What is SaaS?

SaaS stands for “Software as a Service.” Software as a Service is the process of creating a piece of software to perform a specific function, or service, for its users. Typically SaaS solutions are “cloud-based” software solutions that operate on external servers and not on an application on the local user’s computer. As with all software, you purchase a license to use the software. Unlike applications you install on your computer, if you stop paying for the service, you lose access to the software.


Users will typically access SaaS solutions via their web browser on their computers or mobile devices. All of the information and application functionality happens on the servers where the SaaS is hosted.

What are some examples of SaaS Solutions?

There are SaaS businesses everywhere, and you probably are using some right now. There can be technology solutions, sales solutions, entertainment solutions and even dating solutions.

Some examples of SaaS solutions include:

What is SaaS? Salesforce Logo

Salesforce, which is a CRM (customer relationship manager), that helps salespeople control sales pipelines;

Calltime Logo - Online Entertainment Casting

Calltime, an online entertainment casting, and performer evaluation dashboard for professional entertainment producers and talent;

G Suite from Google - What is SaaS?

G Suite, a suite of online tools such as email, worksheets, calendars, online storage, and other office productivity tools from Google;

Wealthy Affiliate, a suite of online tools, education, hosting, domains and affiliate programs for affiliate marketers;

Jaaxy, online keyword, and digital marketing platform;

What is SaaS? Realty.link - Link Marketing for Real Estate Professionals

Realty.Link, an online professional link marketing web application targeted at helping real estate professions get an online presence;

(Levered Income readers can get 20% off by using the discount code Levered20)

What is Saas? - Hybrid SaaS Solutions

A hybrid SaaS solution combines both local applications on the user computer and application functionality in the cloud. This is to control the user interface on the local side and give users more functionality than what a browser could achieve.

Some examples of Hybrid SaaS solutions include:

Grammarly Logo - What is SaaS

Grammarly, a writing application that checks your grammar, and spelling, and offers help in improving your writing (which I use every day and am using to write this article!);

What is SaaS? Evernote Logo

Evernote, the cloud note application that has desktop and mobile apps to help with note-taking, research and note organization;

What is SaaS? Microsoft Office 365

Microsoft Office 365, the ultimate cloud/ desktop combo that melds Word, Excel, Powerpoint and other apps with nifty cloud functionality like online storage;

Adobe Creative Cloud - What is SaaS?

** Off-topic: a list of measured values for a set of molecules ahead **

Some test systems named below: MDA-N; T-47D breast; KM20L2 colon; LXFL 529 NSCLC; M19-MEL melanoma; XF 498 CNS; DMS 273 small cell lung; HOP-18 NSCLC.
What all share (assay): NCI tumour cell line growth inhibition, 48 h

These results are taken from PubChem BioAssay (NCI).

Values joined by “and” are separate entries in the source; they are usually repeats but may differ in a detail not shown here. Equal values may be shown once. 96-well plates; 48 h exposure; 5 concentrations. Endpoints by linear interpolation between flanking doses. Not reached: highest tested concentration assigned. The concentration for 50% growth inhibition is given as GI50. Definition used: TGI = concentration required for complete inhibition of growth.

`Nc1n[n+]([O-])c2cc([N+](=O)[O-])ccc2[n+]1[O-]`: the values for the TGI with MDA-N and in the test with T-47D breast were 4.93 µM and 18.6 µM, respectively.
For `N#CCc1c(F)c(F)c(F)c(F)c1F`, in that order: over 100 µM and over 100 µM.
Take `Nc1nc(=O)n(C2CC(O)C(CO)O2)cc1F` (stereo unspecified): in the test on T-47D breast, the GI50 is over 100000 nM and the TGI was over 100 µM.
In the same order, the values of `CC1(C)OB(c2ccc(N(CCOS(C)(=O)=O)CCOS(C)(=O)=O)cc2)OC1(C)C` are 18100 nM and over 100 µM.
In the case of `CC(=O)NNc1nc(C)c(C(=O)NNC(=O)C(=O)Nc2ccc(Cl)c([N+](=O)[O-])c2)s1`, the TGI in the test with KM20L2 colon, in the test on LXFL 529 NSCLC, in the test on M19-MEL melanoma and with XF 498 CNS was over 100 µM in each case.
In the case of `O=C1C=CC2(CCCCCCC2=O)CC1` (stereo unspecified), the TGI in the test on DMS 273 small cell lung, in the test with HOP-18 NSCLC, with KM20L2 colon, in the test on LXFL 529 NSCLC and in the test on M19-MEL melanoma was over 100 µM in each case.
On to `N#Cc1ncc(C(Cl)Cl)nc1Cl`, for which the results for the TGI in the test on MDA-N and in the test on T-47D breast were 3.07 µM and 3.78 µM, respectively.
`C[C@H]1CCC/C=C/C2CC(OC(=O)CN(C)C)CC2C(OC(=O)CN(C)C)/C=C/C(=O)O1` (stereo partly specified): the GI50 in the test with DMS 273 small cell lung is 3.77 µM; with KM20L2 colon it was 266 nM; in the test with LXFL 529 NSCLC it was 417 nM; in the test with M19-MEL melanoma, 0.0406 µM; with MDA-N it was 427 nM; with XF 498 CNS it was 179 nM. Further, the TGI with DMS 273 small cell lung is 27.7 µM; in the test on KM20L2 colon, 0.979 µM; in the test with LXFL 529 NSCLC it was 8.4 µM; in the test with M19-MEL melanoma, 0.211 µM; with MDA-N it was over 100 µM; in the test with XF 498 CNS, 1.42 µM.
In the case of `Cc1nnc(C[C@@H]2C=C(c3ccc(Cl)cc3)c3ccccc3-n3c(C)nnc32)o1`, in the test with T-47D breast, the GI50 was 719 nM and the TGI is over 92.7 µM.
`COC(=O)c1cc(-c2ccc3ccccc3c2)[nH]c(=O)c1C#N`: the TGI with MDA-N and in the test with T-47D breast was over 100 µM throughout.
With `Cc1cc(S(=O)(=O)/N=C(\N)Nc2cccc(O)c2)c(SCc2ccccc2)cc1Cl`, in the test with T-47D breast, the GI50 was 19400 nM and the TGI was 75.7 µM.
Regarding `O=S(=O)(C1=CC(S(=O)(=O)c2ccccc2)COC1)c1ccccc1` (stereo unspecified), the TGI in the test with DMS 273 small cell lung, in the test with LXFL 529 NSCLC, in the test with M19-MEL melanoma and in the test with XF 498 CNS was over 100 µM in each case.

Adobe Creative Cloud, a collection of creative tools for graphics, video and web media;

What is SaaS - Vectorworks

Or Vectorworks, a CAD (Computer-Aided Design) design software that enables you to design almost anything.

Charging for a “Service”

As these applications perform a “service,” the software creators typically charge a subscription to use the software on a monthly or annual basis. Included in these fees are software upgrades that happen along the way.

True cloud SaaS solutions handle software upgrades in the cloud, without the need for users to upgrade anything on their computers (a huge plus for users and why SaaS has become so popular). A user logs in via their browser and is ready to go. The company’s software engineers have dealt with all of the upgrade issues and conflicts.

Pros and Cons of using SaaS Solutions

Pros of using SaaS Solutions

  • Less expensive than purchasing the application.
  • You don’t have to worry about software upgrades.
  • Access from any device.
  • No “upgrade” costs.


Cons of using SaaS Solutions

  • Lose access to files when the subscription is canceled.
  • There is no functionality without an internet connection.
  • There are no local apps on your computer, and the ability to use the software after the subscription period is lost.
  • Expensive Upgrades
  • OS updates can crash the software.


My Thoughts on SaaS and Lever Rank as a User

I like SaaS and hybrid SaaS applications and use them in my everyday work.

I currently use all of the SaaS and Hybrid-SaaS solutions in this article except for Salesforce (which I used for a few years but decided it was too much software for my needs).

I find the true SaaS solutions the easiest to use, and they have some of the highest Lever Rank due to that ease of use and “bang for the buck”. I would be lost without G Suite, and at only $5.00 per month, it is an unbelievable value. I am thinking about raising its Lever Rank from 90 to 100 because it is something everyone should have no matter what you do. It has everything you need for business, all in one place.

As a user, I focus on getting work done, not messing with software. The ease of not having to deal with software upgrades on your local computer crashing your software is invaluable. In fact, in our mission-critical production machines running custom software, we configure the machines never to update. We disconnect them from the internet, so an operator doesn’t perform an operating system update and crash a critical system. With a SaaS solution, it is improbable that an operating system update will crash all of your software.

As a business owner, a SaaS application business with recurring income is the “Holy Grail” of businesses, and is highly valued by investors. This article’s goal was to introduce you to the world of SaaS and give you an overall understanding of the concept. I will go into developing SaaS applications as a source of income in another article.

Let me know if you have any questions in the comments section – I am happy to help and thanks for reading!